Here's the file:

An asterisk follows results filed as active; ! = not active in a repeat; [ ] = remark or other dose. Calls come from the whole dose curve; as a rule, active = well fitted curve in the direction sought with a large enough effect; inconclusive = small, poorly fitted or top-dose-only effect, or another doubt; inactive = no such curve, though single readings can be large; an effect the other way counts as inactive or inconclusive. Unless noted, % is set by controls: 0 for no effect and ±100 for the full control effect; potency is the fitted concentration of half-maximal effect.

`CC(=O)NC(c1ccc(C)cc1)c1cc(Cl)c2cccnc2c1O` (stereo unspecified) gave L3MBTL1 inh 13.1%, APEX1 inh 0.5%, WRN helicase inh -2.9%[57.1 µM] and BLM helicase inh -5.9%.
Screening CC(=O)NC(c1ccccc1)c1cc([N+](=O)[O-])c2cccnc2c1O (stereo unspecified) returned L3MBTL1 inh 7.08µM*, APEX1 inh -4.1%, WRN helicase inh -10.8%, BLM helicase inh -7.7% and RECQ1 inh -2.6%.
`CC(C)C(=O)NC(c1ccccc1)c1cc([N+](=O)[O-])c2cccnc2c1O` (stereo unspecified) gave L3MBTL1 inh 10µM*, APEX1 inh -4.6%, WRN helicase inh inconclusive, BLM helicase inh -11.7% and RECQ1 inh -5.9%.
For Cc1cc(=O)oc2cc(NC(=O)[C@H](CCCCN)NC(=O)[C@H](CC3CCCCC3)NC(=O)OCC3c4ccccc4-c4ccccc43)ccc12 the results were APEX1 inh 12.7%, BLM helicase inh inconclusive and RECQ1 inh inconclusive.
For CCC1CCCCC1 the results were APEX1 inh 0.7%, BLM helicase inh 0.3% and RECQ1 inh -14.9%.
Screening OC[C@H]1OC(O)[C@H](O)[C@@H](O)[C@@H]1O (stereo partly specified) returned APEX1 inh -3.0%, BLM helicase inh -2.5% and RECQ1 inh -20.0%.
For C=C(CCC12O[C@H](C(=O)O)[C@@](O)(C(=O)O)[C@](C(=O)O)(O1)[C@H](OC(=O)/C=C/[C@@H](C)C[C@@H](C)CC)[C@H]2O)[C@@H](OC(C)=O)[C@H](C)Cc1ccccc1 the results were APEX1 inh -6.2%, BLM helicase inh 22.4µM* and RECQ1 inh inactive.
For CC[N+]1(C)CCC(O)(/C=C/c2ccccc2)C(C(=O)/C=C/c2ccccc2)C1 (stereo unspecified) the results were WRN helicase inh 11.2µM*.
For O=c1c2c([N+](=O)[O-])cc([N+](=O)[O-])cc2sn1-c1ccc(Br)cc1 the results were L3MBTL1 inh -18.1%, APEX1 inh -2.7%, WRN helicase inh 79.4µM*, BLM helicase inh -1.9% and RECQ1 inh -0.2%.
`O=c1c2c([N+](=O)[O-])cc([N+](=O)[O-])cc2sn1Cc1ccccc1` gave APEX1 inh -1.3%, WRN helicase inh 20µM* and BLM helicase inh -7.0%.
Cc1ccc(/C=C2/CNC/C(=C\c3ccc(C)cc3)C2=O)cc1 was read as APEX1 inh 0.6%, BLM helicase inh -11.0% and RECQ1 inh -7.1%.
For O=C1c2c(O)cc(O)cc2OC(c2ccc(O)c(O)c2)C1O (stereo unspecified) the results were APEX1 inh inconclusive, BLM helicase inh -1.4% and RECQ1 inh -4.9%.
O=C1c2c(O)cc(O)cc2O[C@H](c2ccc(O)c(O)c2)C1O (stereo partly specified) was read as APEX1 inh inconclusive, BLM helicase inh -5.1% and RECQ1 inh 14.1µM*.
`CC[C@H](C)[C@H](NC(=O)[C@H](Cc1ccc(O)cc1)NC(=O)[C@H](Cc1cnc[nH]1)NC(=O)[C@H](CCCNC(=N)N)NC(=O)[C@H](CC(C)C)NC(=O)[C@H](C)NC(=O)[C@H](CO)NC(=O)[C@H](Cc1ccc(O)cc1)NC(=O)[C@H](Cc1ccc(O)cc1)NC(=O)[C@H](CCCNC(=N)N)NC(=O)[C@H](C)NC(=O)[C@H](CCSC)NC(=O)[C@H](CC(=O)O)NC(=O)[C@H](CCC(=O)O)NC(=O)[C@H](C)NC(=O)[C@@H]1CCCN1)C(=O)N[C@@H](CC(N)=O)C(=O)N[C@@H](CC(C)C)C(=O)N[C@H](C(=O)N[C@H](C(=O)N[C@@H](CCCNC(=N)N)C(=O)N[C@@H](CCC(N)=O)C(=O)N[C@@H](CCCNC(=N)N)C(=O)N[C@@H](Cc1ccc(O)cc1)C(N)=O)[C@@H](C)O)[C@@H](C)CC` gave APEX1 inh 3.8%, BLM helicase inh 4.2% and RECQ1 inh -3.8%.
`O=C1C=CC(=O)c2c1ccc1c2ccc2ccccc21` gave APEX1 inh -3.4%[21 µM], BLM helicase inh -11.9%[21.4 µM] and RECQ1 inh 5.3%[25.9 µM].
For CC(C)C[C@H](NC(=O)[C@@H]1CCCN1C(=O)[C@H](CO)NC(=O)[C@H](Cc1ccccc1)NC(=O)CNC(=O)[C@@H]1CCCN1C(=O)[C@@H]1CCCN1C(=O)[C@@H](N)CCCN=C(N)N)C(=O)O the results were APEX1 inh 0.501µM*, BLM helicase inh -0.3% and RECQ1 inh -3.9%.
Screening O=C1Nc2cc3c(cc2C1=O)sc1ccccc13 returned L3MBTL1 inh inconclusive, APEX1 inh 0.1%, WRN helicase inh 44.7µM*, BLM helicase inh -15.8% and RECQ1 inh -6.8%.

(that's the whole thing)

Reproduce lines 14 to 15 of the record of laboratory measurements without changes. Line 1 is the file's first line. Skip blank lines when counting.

O=C1c2c(O)cc(O)cc2O[C@H](c2ccc(O)c(O)c2)C1O (stereo partly specified) was read as APEX1 inh inconclusive, BLM helicase inh -5.1% and RECQ1 inh 14.1µM*.
`CC[C@H](C)[C@H](NC(=O)[C@H](Cc1ccc(O)cc1)NC(=O)[C@H](Cc1cnc[nH]1)NC(=O)[C@H](CCCNC(=N)N)NC(=O)[C@H](CC(C)C)NC(=O)[C@H](C)NC(=O)[C@H](CO)NC(=O)[C@H](Cc1ccc(O)cc1)NC(=O)[C@H](Cc1ccc(O)cc1)NC(=O)[C@H](CCCNC(=N)N)NC(=O)[C@H](C)NC(=O)[C@H](CCSC)NC(=O)[C@H](CC(=O)O)NC(=O)[C@H](CCC(=O)O)NC(=O)[C@H](C)NC(=O)[C@@H]1CCCN1)C(=O)N[C@@H](CC(N)=O)C(=O)N[C@@H](CC(C)C)C(=O)N[C@H](C(=O)N[C@H](C(=O)N[C@@H](CCCNC(=N)N)C(=O)N[C@@H](CCC(N)=O)C(=O)N[C@@H](CCCNC(=N)N)C(=O)N[C@@H](Cc1ccc(O)cc1)C(N)=O)[C@@H](C)O)[C@@H](C)CC` gave APEX1 inh 3.8%, BLM helicase inh 4.2% and RECQ1 inh -3.8%.